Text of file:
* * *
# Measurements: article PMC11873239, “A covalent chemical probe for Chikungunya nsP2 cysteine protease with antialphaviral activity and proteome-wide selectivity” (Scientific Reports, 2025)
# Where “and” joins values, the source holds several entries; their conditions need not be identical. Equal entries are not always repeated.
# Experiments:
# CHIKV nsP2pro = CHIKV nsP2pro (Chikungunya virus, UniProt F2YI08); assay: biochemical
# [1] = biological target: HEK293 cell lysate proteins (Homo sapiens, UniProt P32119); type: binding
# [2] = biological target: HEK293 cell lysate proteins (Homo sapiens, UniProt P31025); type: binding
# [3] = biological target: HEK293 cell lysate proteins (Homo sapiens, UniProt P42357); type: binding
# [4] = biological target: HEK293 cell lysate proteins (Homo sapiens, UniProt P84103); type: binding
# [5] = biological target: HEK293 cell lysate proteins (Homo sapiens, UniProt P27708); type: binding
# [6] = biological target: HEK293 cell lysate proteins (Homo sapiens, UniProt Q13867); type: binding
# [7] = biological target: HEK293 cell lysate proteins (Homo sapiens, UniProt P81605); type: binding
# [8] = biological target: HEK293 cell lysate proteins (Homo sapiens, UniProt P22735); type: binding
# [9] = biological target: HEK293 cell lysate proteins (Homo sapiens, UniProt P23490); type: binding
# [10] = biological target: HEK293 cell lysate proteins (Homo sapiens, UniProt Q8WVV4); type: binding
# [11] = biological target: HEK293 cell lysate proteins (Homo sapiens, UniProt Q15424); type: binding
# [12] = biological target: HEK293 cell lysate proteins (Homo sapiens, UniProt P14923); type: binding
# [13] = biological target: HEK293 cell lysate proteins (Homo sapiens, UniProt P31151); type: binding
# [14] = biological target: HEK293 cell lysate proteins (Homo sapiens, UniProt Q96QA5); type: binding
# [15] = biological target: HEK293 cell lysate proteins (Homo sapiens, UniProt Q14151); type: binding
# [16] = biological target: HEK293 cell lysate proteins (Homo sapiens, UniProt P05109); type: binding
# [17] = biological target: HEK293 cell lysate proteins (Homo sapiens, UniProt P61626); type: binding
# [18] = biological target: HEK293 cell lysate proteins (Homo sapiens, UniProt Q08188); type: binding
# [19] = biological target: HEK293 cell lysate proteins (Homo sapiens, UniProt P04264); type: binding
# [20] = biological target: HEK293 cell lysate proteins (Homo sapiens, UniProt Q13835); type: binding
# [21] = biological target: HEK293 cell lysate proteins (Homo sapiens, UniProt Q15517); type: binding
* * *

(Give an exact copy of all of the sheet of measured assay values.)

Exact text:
# Measurements: article PMC11873239, “A covalent chemical probe for Chikungunya nsP2 cysteine protease with antialphaviral activity and proteome-wide selectivity” (Scientific Reports, 2025)
# Where “and” joins values, the source holds several entries; their conditions need not be identical. Equal entries are not always repeated.
# Experiments:
# CHIKV nsP2pro = CHIKV nsP2pro (Chikungunya virus, UniProt F2YI08); assay: biochemical
# [1] = biological target: HEK293 cell lysate proteins (Homo sapiens, UniProt P32119); type: binding
# [2] = biological target: HEK293 cell lysate proteins (Homo sapiens, UniProt P31025); type: binding
# [3] = biological target: HEK293 cell lysate proteins (Homo sapiens, UniProt P42357); type: binding
# [4] = biological target: HEK293 cell lysate proteins (Homo sapiens, UniProt P84103); type: binding
# [5] = biological target: HEK293 cell lysate proteins (Homo sapiens, UniProt P27708); type: binding
# [6] = biological target: HEK293 cell lysate proteins (Homo sapiens, UniProt Q13867); type: binding
# [7] = biological target: HEK293 cell lysate proteins (Homo sapiens, UniProt P81605); type: binding
# [8] = biological target: HEK293 cell lysate proteins (Homo sapiens, UniProt P22735); type: binding
# [9] = biological target: HEK293 cell lysate proteins (Homo sapiens, UniProt P23490); type: binding
# [10] = biological target: HEK293 cell lysate proteins (Homo sapiens, UniProt Q8WVV4); type: binding
# [11] = biological target: HEK293 cell lysate proteins (Homo sapiens, UniProt Q15424); type: binding
# [12] = biological target: HEK293 cell lysate proteins (Homo sapiens, UniProt P14923); type: binding
# [13] = biological target: HEK293 cell lysate proteins (Homo sapiens, UniProt P31151); type: binding
# [14] = biological target: HEK293 cell lysate proteins (Homo sapiens, UniProt Q96QA5); type: binding
# [15] = biological target: HEK293 cell lysate proteins (Homo sapiens, UniProt Q14151); type: binding
# [16] = biological target: HEK293 cell lysate proteins (Homo sapiens, UniProt P05109); type: binding
# [17] = biological target: HEK293 cell lysate proteins (Homo sapiens, UniProt P61626); type: binding
# [18] = biological target: HEK293 cell lysate proteins (Homo sapiens, UniProt Q08188); type: binding
# [19] = biological target: HEK293 cell lysate proteins (Homo sapiens, UniProt P04264); type: binding
# [20] = biological target: HEK293 cell lysate proteins (Homo sapiens, UniProt Q13835); type: binding
# [21] = biological target: HEK293 cell lysate proteins (Homo sapiens, UniProt Q15517); type: binding